Plusminus solves the puzzle of two spaces

Plusminus solves the puzzle of two spaces

8th August, 2022

Pendant lamps hang from a metal bar, spotlighting a series of Bauhaus-era chairs against a stark black backdrop. Across 100 years of design history, a highly technical contemporary lighting system communes with Bauhaus-era chairs.

Vibia The Edit - Plusminus solves the puzzle of two spaces

This is a new exhibition designed by Stefan Diez, which uses his endlessly adaptable Plusminus lighting system for Vibia to illuminate and spotlight the chairs of Bauhaus designer Erich Dieckmann (1896-1944): a figure whose work is admired amongst designers, but little known among a wider public. Titled Chairs: Dieckmann! The forgotten Bauhäusler Erich Dieckmann, this exhibition of Dieckmann’s work was first displayed at the Saxony-Anhalt Art Foundation in Halle, Germany, before moving on to the Kunstgewerbemuseum in Berlin.

Vibia The Edit - Plusminus solves the puzzle of two spaces
Vibia The Edit - Plusminus solves the puzzle of two spaces

Designing an exhibition that could suit the distinct dimensions of the two venues provided a particular challenge for Diez’s studio. The ceiling heights of the Saxony-Anhalt Art Foundation and the Kunstgewerbemuseum differ by 5m in places, while both institutions requested that the exhibitions not make any structural alterations to the exhibitions rooms. To make matters even more complex, the pieces on display are delicate objects, including Dieckmann’s first ever chair (which was woven from rushes in 1923). As such, the exhibition required precisely controlled lighting conditions so as not to damage this vital part of design history.

Vibia The Edit - Plusminus solves the puzzle of two spaces

It was a puzzle ideally suited to demonstrating the wide-ranging capabilities of Plusminus, a system that can be quickly and easily installed in any space, and whose conductive belt allows it to adapt to meet any demand. For both iterations of the exhibition, the lighting display required just a single metal bar, over which this ribbon loops down in undulating curves, allowing black pendant lamps to be clipped on wherever needed. “The Plusminus system was able to be completely independent from the architecture of the room,” explains Arthur Desmet, a designer with Diez Office.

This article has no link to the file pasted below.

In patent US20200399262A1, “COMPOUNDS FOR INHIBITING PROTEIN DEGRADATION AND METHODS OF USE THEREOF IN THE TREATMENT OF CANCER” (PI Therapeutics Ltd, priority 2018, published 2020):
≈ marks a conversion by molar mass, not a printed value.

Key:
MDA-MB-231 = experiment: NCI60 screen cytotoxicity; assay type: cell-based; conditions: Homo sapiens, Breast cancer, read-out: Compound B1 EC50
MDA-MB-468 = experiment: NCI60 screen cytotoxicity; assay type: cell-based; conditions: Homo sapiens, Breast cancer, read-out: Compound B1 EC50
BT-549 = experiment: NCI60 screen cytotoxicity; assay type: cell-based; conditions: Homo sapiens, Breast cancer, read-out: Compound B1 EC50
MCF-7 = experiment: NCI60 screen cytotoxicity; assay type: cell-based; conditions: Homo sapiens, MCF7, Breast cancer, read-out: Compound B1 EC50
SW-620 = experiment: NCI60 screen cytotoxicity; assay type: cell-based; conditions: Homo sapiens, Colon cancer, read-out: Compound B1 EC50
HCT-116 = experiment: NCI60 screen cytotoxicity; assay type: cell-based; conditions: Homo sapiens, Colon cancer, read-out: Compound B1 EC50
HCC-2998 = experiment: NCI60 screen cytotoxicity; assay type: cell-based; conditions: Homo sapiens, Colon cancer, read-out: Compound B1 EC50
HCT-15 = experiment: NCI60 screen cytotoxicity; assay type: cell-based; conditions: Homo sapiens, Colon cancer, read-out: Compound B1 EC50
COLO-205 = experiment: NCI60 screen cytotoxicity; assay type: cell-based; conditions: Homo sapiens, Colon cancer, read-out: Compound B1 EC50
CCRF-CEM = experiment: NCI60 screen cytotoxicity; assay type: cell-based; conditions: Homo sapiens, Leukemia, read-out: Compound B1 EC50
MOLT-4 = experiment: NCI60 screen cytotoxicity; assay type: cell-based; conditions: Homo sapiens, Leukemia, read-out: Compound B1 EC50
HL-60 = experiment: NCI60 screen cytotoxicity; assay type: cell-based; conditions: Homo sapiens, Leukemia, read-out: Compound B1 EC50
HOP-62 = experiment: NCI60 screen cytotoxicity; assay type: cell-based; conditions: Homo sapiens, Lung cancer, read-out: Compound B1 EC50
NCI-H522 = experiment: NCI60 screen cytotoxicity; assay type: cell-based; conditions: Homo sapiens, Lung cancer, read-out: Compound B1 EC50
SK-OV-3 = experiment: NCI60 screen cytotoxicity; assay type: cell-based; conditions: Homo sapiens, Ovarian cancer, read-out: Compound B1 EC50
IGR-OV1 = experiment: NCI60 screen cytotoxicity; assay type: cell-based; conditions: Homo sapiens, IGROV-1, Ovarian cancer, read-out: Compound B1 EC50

Vibia The Edit - Plusminus solves the puzzle of two spaces

© Monika Höfler

Vibia The Edit - Plusminus solves the puzzle of two spaces

© Monika Höfler

“We were able to reuse the same pieces of the lighting system for each space, while compensating for the different ceiling heights.”

Vibia The Edit - Plusminus solves the puzzle of two spaces
Vibia The Edit - Plusminus solves the puzzle of two spaces

Each exhibit within the show sits within simple black cardboard booths that have been tailored to fit their respective exhibition spaces, while a black paper backdrop unfurls behind each of Dieckmann’s objects: framing them like a photo studio. These booths are part of Wagner Living’s D2 programme, a flexible office system developed in collaboration with Diez.

Vibia The Edit - Plusminus solves the puzzle of two spaces

The all-back displays for the exhibition’s installation were chosen to provide a uniform, focused environment in which the detail of Dieckmann’s work could be shown to its best advantage. “It was a deliberate choice to use black Plusminus pendants so they almost disappear up close,” says Desmet. “The black cardboard absorbs all of the light, creating a clean backdrop for Dieckmann’s objects. Then there is a second layer to the exhibition where you can step back, observe the scene and start to see that the lights are in a dialogue.”

Vibia The Edit - Plusminus solves the puzzle of two spaces
Vibia The Edit - Plusminus solves the puzzle of two spaces

As for tempering each light to suit the needs of the spotlighted objects, the Plusminus shines here too. Each lamp can be individually controlled by an app and pre-set to the desired luminosity. The museum operators can simply switch the display off each night, then turn it on again the next morning with each lamp still set to it’s pre-selected brightness.

Vibia The Edit - Plusminus solves the puzzle of two spaces
Vibia The Edit - Plusminus solves the puzzle of two spaces

It’s an attention to simplicity and flexibility that runs throughout this travelling display, and which is embodied within Diez’s design for Plusminus. “The great thing is that Plusminus is very simple to install,” says Desmet.

“All the complexity, all the specificity that the system requires was solved by Vibia. It’s a plug and play system.”

Credits:
– Photography: Fabian Frinzel Photography

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